Global TV’s Broadcast of a Program Sponsored by the World Wildlife Fund Not in Breach of Broadcast Standards

Ottawa, May 19, 1998 -- The Canadian Broadcast Standards Council (CBSC) today released its decision concerning the broadcast on the Global Television Network of a program produced and sponsored by the World Wildlife Fund entitled Before It’s Too Late.

This program, which sought to increase public awareness regarding the endangerment of various animal species and solicited funds to further the cause of wildlife preservation, was comprised of many segments which told stories of species being hunted by poachers to near extinction, of species having to consistently re-locate due to ever-increasing human encroachment on wildlife areas and of species being poisoned by pesticides and other contaminants in the environment. Some of these segments included scenes depicting carcasses of bears, tigers, birds, turtles, rhinoceroses and whales. In two of them, a bear and a tiger were seen being shot. The complainant had stated that her son had been most horrified by these grotesque scenes.

The Council found that the program did not breach any of the provisions of the Violence Code, underscoring that the Code does not purport to make television so sanitized that all depictions of violence disappear from the medium. Only gratuitous violence or scenes glamourizing or promoting violence are strictly prohibited by the Code. Other scenes of violence may require viewer advisories or scheduling in post-watershed hours. In the Council’s view, Before It’s Too Late did not contain any prohibited scenes of violence, nor did it contain any scenes triggering the advisory or scheduling provisions of the Code.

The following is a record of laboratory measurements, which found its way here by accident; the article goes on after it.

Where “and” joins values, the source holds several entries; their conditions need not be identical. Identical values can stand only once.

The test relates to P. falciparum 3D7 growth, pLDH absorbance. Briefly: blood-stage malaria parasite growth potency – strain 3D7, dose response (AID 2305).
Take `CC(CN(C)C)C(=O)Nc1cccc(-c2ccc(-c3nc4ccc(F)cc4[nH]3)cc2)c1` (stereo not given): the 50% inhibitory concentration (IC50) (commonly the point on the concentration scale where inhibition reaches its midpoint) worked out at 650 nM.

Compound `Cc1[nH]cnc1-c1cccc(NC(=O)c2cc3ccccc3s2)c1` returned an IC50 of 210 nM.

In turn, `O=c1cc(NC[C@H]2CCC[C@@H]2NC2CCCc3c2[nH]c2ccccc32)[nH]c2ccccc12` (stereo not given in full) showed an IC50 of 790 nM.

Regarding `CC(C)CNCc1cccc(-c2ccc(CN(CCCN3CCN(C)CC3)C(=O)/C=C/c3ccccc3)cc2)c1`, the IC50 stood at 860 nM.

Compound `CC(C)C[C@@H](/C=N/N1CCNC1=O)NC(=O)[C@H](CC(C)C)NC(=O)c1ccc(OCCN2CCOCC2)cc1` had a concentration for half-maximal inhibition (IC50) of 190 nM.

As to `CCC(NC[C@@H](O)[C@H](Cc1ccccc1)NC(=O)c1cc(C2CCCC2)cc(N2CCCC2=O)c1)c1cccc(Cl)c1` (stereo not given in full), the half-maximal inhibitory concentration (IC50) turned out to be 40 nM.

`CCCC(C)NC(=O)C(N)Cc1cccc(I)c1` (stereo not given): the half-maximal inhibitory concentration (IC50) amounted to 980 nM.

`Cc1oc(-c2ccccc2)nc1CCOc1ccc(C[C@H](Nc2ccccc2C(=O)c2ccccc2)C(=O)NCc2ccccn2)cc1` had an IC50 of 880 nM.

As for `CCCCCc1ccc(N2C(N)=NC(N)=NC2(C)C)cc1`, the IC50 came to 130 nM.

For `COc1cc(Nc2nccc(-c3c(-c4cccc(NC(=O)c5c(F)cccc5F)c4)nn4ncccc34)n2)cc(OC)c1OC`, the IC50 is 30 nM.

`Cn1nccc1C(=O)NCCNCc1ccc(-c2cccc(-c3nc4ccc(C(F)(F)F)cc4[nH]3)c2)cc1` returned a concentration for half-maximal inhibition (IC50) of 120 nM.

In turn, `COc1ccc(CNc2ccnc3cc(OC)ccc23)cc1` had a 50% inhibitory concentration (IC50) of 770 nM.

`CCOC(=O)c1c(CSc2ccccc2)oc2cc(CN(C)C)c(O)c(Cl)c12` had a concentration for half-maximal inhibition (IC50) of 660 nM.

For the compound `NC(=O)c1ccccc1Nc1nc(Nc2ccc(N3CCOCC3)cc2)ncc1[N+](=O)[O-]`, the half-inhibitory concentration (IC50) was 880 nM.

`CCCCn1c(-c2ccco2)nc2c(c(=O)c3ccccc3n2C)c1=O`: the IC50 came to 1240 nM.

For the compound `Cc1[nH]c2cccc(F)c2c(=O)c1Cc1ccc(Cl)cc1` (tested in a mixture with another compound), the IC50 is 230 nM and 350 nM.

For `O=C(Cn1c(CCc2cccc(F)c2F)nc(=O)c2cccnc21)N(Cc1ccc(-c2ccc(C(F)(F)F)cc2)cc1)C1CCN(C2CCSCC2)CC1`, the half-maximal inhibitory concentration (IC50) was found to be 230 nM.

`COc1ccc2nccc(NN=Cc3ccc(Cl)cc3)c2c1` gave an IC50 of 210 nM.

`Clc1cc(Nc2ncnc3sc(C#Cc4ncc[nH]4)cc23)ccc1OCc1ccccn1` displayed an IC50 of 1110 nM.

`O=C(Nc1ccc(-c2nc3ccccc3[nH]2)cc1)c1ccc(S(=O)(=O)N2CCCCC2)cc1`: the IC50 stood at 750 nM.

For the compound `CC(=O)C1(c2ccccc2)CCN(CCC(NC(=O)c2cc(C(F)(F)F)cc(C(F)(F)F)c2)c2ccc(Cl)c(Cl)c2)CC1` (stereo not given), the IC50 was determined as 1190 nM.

With respect to the scheduling of Before It’s Too Late, the Council noted that the program was broadcast at 9 am on a weekday morning during a school holiday. While making no assumption of broadcaster carelessness in this instance, the Council reminded broadcasters of the desirability to be sensitive to the scheduling of programs during school holidays.

The CBSC is the self-regulatory body created by private broadcasters to respond to complaints and administer industry standards on ethics, journalistic practices, gender portrayal and television violence. Nearly 400 radio and television stations from across Canada are members of the Council.

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All CBSC decisions, Codes, links to members’ and other web sites, and related information are available on the World Wide Web at For more information, please contact the National Chair of the CBSC, Ron Cohen, at (###) ###-####.